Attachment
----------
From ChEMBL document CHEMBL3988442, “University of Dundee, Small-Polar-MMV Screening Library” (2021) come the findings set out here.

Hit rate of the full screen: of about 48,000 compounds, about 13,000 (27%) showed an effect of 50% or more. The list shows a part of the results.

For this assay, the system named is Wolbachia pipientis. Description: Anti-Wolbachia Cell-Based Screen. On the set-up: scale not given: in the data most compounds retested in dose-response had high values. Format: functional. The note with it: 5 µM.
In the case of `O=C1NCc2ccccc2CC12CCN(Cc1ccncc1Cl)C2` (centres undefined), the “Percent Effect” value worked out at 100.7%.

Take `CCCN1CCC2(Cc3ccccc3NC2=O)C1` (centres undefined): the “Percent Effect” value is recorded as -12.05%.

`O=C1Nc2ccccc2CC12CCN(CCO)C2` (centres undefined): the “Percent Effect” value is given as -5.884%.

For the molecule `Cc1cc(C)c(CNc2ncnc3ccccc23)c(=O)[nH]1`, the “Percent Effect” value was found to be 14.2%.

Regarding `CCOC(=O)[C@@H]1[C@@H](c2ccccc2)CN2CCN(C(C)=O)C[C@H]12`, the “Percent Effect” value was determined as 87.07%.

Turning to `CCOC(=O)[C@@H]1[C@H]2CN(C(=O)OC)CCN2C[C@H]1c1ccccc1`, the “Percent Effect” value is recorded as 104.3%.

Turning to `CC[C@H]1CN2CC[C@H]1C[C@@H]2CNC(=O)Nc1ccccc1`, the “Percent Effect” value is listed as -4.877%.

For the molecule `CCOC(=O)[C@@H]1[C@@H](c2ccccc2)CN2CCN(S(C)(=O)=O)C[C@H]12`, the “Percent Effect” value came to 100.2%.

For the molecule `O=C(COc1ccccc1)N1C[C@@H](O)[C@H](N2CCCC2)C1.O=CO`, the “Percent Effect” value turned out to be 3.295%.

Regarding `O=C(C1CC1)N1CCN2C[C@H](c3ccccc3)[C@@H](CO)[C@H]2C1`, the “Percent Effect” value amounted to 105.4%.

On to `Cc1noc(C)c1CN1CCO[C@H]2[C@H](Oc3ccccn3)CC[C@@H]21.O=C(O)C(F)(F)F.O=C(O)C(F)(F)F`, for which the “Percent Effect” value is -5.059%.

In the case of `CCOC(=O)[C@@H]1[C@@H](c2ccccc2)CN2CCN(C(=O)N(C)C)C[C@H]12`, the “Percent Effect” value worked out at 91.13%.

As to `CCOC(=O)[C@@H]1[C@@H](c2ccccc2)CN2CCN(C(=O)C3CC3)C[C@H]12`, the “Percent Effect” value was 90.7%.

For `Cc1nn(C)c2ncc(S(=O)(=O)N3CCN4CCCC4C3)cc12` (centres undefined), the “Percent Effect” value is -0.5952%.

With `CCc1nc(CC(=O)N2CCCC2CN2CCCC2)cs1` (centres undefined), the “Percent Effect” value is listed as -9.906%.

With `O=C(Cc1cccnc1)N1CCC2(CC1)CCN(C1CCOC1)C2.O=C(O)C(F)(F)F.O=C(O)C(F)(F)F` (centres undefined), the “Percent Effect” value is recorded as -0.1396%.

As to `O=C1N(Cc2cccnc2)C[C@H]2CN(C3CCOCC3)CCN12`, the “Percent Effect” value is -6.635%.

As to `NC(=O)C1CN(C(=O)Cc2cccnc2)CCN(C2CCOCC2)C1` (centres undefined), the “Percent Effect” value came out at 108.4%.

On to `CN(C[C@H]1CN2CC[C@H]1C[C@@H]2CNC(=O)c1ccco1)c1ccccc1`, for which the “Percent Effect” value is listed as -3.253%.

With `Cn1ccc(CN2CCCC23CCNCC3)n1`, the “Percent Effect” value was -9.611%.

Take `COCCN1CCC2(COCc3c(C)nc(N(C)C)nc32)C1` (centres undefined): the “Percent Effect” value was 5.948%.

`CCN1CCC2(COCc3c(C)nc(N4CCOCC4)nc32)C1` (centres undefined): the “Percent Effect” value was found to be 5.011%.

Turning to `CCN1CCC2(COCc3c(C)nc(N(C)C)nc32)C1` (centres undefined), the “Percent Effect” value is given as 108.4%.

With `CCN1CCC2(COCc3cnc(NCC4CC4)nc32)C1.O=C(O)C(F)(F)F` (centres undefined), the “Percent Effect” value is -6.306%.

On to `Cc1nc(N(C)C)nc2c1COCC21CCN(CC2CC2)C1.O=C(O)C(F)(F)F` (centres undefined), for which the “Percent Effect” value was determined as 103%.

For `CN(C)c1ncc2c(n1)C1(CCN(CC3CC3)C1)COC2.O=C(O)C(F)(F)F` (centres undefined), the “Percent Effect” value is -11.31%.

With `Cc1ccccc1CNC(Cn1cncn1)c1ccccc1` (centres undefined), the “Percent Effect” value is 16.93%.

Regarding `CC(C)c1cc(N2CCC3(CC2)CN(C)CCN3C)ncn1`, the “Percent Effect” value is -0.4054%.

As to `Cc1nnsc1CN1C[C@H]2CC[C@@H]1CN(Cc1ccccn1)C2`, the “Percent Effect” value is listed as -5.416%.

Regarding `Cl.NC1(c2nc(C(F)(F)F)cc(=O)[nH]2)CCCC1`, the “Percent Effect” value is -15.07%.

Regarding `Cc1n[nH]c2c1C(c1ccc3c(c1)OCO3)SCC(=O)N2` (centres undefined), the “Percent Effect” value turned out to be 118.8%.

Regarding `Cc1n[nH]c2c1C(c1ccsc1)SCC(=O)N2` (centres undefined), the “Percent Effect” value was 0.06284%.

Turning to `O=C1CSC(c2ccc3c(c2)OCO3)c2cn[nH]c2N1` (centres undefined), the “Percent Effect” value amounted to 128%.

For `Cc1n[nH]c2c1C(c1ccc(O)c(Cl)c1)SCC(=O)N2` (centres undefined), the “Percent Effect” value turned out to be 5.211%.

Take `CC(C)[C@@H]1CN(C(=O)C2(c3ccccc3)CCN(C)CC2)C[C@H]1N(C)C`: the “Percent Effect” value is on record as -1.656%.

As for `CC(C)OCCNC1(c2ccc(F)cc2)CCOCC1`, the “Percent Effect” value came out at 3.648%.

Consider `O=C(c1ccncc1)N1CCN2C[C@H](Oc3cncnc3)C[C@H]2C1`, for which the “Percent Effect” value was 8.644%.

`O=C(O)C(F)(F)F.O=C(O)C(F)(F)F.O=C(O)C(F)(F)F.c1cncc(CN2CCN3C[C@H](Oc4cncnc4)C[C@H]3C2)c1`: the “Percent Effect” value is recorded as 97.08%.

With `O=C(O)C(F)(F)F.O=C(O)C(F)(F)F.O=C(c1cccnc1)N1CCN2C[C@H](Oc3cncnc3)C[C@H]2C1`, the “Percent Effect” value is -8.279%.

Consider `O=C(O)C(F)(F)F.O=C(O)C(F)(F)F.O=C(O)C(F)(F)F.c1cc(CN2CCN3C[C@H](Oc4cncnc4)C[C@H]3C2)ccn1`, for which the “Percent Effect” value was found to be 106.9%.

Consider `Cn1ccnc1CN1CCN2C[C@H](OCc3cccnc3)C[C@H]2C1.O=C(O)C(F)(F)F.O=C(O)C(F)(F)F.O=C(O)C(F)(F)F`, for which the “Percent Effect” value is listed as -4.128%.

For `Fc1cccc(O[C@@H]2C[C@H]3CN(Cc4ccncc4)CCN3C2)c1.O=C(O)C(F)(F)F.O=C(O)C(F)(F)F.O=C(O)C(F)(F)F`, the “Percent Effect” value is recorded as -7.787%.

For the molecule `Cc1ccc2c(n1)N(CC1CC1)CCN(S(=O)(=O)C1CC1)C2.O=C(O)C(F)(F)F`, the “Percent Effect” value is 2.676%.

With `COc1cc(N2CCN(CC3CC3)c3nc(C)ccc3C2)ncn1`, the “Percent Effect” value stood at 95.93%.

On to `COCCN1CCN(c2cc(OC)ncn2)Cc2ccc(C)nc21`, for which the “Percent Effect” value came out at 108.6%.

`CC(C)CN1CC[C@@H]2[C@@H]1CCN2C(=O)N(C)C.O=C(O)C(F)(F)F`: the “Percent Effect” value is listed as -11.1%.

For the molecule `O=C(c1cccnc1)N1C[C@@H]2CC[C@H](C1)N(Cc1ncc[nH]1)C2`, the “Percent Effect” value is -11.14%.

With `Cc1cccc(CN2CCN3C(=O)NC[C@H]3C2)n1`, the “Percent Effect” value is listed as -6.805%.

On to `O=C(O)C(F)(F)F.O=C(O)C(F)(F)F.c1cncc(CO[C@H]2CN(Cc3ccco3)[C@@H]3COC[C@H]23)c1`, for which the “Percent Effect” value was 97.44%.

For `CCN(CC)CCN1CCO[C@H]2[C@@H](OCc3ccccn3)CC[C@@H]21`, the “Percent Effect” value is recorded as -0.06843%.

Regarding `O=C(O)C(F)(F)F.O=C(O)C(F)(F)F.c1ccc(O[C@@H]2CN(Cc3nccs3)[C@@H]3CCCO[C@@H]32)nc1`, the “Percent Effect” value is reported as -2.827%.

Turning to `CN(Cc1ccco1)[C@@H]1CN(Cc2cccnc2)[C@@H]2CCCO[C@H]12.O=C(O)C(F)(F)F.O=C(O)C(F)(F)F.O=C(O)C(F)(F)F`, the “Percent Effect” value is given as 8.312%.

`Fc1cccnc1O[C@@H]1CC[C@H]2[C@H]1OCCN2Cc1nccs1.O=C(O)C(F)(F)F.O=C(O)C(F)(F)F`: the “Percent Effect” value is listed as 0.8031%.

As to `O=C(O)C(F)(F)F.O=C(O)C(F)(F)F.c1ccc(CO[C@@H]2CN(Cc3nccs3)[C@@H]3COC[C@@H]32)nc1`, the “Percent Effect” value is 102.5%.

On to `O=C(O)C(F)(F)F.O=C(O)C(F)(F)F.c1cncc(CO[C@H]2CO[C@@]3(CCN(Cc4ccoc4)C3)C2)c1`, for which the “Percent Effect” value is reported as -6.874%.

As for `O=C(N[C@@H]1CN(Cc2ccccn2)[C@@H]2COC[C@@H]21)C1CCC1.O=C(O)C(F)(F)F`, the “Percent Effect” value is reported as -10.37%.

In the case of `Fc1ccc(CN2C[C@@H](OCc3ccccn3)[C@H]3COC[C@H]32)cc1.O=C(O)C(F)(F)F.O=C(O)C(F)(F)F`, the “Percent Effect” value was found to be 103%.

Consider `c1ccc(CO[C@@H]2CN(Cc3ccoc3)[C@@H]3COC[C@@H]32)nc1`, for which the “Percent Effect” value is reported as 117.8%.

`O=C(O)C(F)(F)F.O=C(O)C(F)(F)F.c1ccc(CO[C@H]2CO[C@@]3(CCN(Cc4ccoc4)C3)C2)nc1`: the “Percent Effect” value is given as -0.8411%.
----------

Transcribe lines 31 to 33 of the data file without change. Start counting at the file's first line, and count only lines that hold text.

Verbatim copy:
Regarding `CC(C)c1cc(N2CCC3(CC2)CN(C)CCN3C)ncn1`, the “Percent Effect” value is -0.4054%.

As to `Cc1nnsc1CN1C[C@H]2CC[C@@H]1CN(Cc1ccccn1)C2`, the “Percent Effect” value is listed as -5.416%.

Regarding `Cl.NC1(c2nc(C(F)(F)F)cc(=O)[nH]2)CCCC1`, the “Percent Effect” value is -15.07%.